Since the publication of our mortality study of a workforce manufacturing paraquat [1], the cohort which had been flagged by the Medical Research Information Service of the National Health Service (now NHS Digital) has had to be pseudonymised. This provided an opportunity to check the records held by NHS Digital against our own. We were also able to flag some individuals who it had not been possible to trace when originally sent to be flagged thirty years previously, including one worker known to have died but with unknown cause of death. As a consequence, three new deaths were identified which had occurred before the end of follow up (30 June 2009). Two deaths occurred in workers that we had previously thought were alive at the end of follow up, and one in a worker who could not previously be traced and who had been treated as lost to follow up.

    Most of the reported standardised mortality ratios (SMR) were little changed. However, one of the newly identified deaths was due to Parkinson’s Disease (PD), the primary endpoint, and has increased the number of observed deaths due to PD from one to two versus 1.8 expected (SMR=110; 95% CI 13 to 400). Similarly the number of death certificates mentioning PD has increased from one to two versus 3.3 expected (SMR=61; 95% CI 7 to 222). Nevertheless, the extra death due to PD doesn’t change the conclusion of the paper that there was no evidence of increased mortality (underlying and mentioned cause) from PD. Furthermore none...

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  • Clinical algorithm and sample size

    Dear Sydney-
    I have a number of concerns regarding the design of the SLATE trial that I would like to share. There are two important questions regarding ART initiation in ambulatory patients that you are addressing. The first is how to appropriately screen patients for conditions that preclude immediate initiation of ART and the second is the best time to initiate ART in ambulatory patients.
    The SLATE protocol begins with addressing the first question with a step-wise algorithm to identify patients who require further investigation for a variety of clinical conditions but most notably tuberculosis and cryptococcal disease. The first stage is a standardised WHO TB symptom screen which has been shown to be have an inadequate negative predictive value in high burden settings, particularly in patients who are not on ART. Rangaka et al (Clinical Infectious Diseases 2012;55(12):1698–706) showed in a South African cohort that 8.9% of patients with a negative symptoms screen who were not on ART had culture confirmed TB. More recently Hanifa et al (CROI 2015 abstract number: 823) showed that around 5.6% of patients who were recently diagnosed with HIV had a negative symptom screen but culture confirmed TB. The SLATE algorithm provides for further assessment for TB in patients without symptoms but this relies on a symptom-guided physical exam, this is poorly defined and it is unclear how this will pick-up TB in asymptomatic patients. It is therefore likely that between 5...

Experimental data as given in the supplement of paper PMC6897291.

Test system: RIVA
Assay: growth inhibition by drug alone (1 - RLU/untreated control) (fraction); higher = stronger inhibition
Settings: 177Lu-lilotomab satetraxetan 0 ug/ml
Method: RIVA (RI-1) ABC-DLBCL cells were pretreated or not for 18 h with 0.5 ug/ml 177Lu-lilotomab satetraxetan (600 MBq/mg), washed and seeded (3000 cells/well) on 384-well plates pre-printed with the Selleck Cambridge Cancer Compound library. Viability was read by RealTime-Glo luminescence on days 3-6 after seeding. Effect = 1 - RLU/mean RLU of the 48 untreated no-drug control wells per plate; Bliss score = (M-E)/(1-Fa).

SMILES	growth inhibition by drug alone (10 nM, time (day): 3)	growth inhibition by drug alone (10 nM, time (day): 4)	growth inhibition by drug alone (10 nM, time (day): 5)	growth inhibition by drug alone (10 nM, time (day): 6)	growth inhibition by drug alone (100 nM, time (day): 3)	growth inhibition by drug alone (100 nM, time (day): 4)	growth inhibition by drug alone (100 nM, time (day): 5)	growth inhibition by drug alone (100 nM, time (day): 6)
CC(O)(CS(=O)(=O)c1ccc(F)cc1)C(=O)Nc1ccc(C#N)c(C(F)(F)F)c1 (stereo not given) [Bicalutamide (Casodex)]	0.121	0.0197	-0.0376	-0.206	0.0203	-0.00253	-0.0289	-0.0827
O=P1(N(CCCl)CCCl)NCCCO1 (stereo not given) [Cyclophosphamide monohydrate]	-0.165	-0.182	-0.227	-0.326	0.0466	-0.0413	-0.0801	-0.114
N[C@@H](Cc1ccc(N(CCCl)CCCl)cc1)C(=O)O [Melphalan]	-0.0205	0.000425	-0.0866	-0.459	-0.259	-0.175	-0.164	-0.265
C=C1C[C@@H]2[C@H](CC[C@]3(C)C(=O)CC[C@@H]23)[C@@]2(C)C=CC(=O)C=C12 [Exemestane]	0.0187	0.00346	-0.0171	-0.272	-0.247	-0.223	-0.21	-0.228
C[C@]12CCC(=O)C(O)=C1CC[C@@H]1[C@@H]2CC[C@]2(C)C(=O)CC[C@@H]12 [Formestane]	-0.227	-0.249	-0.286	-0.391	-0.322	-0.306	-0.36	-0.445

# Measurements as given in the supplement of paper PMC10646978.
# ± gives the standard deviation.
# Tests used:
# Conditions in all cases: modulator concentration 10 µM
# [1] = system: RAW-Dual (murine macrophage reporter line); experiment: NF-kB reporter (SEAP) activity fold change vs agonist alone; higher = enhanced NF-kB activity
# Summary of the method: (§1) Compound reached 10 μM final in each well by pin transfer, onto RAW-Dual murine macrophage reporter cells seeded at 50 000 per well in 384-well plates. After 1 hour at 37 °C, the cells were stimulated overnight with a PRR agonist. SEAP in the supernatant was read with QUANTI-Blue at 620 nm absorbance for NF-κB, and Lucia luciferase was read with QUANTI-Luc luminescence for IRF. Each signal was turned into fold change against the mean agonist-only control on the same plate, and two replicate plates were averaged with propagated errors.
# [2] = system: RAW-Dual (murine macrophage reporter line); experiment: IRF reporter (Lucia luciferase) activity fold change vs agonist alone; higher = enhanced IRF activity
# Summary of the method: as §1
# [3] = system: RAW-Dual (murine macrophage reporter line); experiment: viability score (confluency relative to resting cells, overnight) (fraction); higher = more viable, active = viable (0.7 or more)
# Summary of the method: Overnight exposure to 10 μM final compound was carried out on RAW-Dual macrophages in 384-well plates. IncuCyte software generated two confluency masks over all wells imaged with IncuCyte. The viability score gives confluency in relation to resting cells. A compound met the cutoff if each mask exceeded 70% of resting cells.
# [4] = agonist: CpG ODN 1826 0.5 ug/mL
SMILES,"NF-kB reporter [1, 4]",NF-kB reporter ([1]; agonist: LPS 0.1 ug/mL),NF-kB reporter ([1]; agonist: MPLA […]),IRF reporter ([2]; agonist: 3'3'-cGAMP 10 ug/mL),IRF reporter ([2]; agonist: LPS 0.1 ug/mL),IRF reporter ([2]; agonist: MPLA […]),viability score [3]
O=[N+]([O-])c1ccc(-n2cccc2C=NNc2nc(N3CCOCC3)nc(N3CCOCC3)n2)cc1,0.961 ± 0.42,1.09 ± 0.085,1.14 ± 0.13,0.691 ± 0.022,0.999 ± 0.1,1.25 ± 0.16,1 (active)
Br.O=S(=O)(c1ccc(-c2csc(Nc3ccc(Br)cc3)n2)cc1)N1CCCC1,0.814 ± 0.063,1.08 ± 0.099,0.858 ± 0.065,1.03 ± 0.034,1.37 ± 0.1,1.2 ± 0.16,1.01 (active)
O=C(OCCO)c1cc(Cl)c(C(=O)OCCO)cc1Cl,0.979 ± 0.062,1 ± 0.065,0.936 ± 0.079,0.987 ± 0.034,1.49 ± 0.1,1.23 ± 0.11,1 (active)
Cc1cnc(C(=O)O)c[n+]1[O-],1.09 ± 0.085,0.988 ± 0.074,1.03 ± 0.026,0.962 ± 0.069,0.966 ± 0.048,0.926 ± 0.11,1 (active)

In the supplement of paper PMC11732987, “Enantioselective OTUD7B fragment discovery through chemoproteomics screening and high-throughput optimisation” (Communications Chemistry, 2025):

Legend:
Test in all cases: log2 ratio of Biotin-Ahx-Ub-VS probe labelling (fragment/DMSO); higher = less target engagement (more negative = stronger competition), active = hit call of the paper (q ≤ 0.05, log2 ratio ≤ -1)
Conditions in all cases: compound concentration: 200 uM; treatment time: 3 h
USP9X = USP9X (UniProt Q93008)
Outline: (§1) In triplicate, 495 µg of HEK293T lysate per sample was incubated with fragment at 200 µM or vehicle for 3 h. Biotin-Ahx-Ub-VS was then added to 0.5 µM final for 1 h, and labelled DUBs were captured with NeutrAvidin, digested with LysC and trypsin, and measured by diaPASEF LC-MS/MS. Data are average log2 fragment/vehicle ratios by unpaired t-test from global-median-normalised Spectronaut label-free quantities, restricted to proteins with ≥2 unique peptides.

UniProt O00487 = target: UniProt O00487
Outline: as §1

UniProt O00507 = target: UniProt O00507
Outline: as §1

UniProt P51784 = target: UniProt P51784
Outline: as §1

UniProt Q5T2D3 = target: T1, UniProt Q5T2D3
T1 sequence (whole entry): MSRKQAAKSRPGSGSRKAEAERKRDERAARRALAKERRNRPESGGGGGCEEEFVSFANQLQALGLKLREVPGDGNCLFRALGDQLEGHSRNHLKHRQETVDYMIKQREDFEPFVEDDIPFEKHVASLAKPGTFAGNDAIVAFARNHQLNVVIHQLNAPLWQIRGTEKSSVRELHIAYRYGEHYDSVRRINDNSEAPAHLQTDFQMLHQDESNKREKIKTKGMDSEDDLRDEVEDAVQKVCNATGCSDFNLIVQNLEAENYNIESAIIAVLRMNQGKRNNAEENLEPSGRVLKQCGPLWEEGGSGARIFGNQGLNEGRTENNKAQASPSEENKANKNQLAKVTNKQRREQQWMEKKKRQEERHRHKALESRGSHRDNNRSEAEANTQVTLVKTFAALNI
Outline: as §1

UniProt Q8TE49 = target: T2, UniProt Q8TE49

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  • A high workload is a heavy workload

    Letter to the Editor

    Topic: A high workload is a heavy workload

    I was quite interested to read that Rippstein-Leuenbergeret al., (2017), made reference to ‘high workload’ as an area that is very stressful for nurses. High workload may be regarded as ‘the ratio of nurses to the number of patients’ (Carayon & Gurses, 2008), and ‘the number of nursing interventions related to direct patient care’ (Lee et al., 2017).
    As a registered nurse with over 20 years of experience working in Emergency rooms in hospitals both in England and the United States, and teaching, I am able to relate to the highly stressful work areas experienced by nurses working not only in Intensive Care Units but also in other areas as well . In my experiences, nurses typically made references to ‘heavy workload’ to also describe high nurse to patient ratios, compared to ‘high workload’ as used by the above authors.
    According to Carlesi et al.,(2017), and Lee et al., (2017), ‘high workload’ and ‘heavy workload’ (Kendall-Raynor, 2011; Hakonsen et al., 2010) are used in studies to refer to the same thing. In fact, Carayon and Gurses (2008) used both terms in their study.
    It is my humble suggestion, therefore, that as both ‘high workload’ and ‘heavy workload’ are terms that can, and have been, used interchangeably to mean the same thing, this letter should be amended to the above study to allay any misconception that may arise from future readership.

    “A qualita...

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  • Why exclude treatment-as-usual?